Regulation of lipoprotein metabolism by thiazolidinediones occurs through a distinct but complementary mechanism relative to fibrates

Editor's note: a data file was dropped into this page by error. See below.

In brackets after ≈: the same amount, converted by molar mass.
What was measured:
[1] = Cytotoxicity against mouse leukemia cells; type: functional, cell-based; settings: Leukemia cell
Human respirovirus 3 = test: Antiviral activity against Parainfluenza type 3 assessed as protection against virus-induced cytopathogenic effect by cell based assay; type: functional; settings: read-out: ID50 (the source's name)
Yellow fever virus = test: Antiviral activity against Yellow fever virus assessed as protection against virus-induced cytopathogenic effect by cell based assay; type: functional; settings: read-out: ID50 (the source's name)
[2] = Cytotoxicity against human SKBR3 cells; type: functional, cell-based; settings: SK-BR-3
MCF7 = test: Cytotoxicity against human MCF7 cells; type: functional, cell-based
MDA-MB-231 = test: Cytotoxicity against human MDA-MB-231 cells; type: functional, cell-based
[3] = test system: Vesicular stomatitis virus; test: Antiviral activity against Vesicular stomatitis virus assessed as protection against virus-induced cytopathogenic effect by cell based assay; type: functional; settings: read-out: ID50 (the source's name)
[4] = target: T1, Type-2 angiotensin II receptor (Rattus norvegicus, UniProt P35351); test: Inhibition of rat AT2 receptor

Thiazolidinediones are antidiabetic agents, which not only improve glucose metabolism but also reduce blood triglyceride concentrations. These compounds are synthetic ligands for PPAR gamma, a transcription factor belonging to the nuclear receptor subfamily of PPARs, which are important transcriptional regulators of lipid and lipoprotein metabolism. The goal of this study was to evaluate the influence of a potent thiazolidinedione, BRL49653, on serum lipoproteins and to determine whether its lipid-lowering effects are mediated by changes in the expression of key genes implicated in lipoprotein metabolism. Treatment of normal rats for 7 days with BRL49653 decreased serum triglycerides in a dose-dependent fashion without affecting serum total and HDL cholesterol and apolipoprotein (apo) A-I and apo A-II concentrations. The decrease in triglyceride concentrations after BRL49653 was mainly due to a reduction of the amount of VLDL particles of unchanged lipid and apo composition. BRL49653 treatment did not change triglyceride production in vivo as analyzed by injection of Triton WR-1339, indicating a primary action on triglyceride catabolism. Analysis of the influence of BRL49653 on the expression of LPL and apo C-III, two key players in triglyceride catabolism, showed a dose-dependent increase in mRNA levels and activity of LPL in epididymal adipose tissue, whereas liver apo C-III mRNA levels remained constant. Furthermore, addition of BRL49653 to primary cultures of differentiated adipocytes increased LPL mRNA levels, indicating a direct action of the drug on the adipocyte. Simultaneous administration of BRL49653 and fenofibrate, a hypolipidemic drug that acts primarily on liver through activation of PPAR alpha both decreased liver apo C-III and increased adipose tissue LPL mRNA levels, resulting in a more pronounced lowering of serum triglycerides than each drug alone. In conclusion, both fibrates and thiazolidinediones exert a hypotriglyceridemic effect. While fibrates act primarily on the liver by decreasing apo C-III production, BRL49653 acts primarily on adipose tissue by increasing lipolysis through the induction of LPL expression. Drugs combining both PPAR alpha and gamma activation potential should therefore display a more efficient hypotriglyceridemic activity than either compound alone and may provide a rationale for improved therapy for elevated triglycerides.